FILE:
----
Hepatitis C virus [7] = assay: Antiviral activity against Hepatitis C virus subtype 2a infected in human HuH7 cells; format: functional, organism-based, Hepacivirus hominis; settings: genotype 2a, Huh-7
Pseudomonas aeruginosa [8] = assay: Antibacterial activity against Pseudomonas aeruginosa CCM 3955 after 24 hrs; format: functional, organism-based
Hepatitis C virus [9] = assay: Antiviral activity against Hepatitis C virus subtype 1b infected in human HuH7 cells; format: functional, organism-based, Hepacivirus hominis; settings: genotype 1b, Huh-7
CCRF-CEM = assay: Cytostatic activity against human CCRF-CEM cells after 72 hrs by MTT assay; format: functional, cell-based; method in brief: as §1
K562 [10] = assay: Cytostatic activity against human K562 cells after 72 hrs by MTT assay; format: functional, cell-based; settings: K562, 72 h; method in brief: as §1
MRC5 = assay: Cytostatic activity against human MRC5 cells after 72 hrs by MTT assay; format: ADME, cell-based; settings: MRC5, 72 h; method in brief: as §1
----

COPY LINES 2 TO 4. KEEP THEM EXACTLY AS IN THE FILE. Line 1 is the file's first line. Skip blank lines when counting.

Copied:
Pseudomonas aeruginosa [8] = assay: Antibacterial activity against Pseudomonas aeruginosa CCM 3955 after 24 hrs; format: functional, organism-based
Hepatitis C virus [9] = assay: Antiviral activity against Hepatitis C virus subtype 1b infected in human HuH7 cells; format: functional, organism-based, Hepacivirus hominis; settings: genotype 1b, Huh-7
CCRF-CEM = assay: Cytostatic activity against human CCRF-CEM cells after 72 hrs by MTT assay; format: functional, cell-based; method in brief: as §1